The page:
I have worn my fitbit for 2 weeks now and I am obsessed. Each time I have to take it off to charge it, I am torn; I don’t want to lose that data. I cannot wait to see how my sleep patterns change with the seasons and how my heart rate adapts to different types of exercise; not to mention how all of those things change with age! I believe wearable technology is a great unobtrusive way to collect objective data about patients and research subjects for medical care and clinical studies, respectively. If nothing else, measurements about sleep, exercise, and heart rate can help report lifestyle data that may otherwise be skewed when self-reported. One of the first things I noticed when looking at my fitbit data is how much I had previously overestimated the amount of sleep I was getting and the time I was keeping my heart rate up at the gym. It’s definitely easy to round those numbers up or down to make yourself feel better, but the hard data forces you to acknowledge your daily habits and is a more tangible data set for research.
A recent feature in Nature brought my attention to other types of technological updates for collecting lifestyle data. The Centre for Time Use research have a collection of diaries recording people’s daily activities in 30 minutes increments. These studies were initiated in 1961 by the BBC to help design their television programming schedule with a better understanding of their audience’s daily availability. Similar daily diaries have been collected since documenting the evolving lives of the population over the past 50 years. These data are part of an enormous archive that is being used by social scientists to understand the way people are spending their days and how that has changed with time. Epidemiologists are also using these data to see how the changes correlate with chronic disease prevalence.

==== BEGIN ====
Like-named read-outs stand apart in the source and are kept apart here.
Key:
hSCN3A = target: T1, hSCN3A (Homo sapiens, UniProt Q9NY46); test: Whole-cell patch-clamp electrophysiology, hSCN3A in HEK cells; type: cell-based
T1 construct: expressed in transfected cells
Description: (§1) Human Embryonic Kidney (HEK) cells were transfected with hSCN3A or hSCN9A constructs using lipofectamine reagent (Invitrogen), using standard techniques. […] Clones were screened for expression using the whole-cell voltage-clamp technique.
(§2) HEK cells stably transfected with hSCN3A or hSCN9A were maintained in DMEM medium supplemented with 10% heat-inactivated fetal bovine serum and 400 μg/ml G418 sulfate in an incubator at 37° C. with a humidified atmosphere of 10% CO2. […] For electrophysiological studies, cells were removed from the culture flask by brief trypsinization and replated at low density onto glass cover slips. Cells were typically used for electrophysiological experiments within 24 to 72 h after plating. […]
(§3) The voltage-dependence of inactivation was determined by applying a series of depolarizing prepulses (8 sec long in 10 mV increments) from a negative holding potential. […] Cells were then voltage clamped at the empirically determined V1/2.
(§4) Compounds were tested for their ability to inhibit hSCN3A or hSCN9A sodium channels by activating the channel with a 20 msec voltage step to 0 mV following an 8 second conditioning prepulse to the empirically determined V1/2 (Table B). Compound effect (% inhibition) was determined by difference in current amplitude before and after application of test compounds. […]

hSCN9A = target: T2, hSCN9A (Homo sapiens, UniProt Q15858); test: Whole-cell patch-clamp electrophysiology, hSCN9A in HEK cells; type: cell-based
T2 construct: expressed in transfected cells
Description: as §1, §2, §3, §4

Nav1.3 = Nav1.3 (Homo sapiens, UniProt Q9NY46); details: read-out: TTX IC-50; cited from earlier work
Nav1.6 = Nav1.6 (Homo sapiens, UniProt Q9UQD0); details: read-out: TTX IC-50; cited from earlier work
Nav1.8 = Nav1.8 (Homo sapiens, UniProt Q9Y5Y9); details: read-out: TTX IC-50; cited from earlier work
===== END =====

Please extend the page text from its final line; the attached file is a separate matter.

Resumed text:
The modernization of the daily diary includes an accelerometer to track activity and a wearable camera that snaps photos a few times a minute, all day, capturing images of how you are actually spending your time. Researchers are hoping this data will offer additional details that people may forget to record in the self-reported diary. Helen Pearson, author of the Nature feature, tests out this new technology and reports on her experience in a great article that I highly recommend. Although this data seems like it has the potential for subjective interpretation, it is an interesting approach to acquiring objective data describing a person’s life. I hope all the big data crunchers are ready for what they have coming to them!
Pearson, H. The lab that knows where your time really goes. Nature. 526; 492-496 (2015)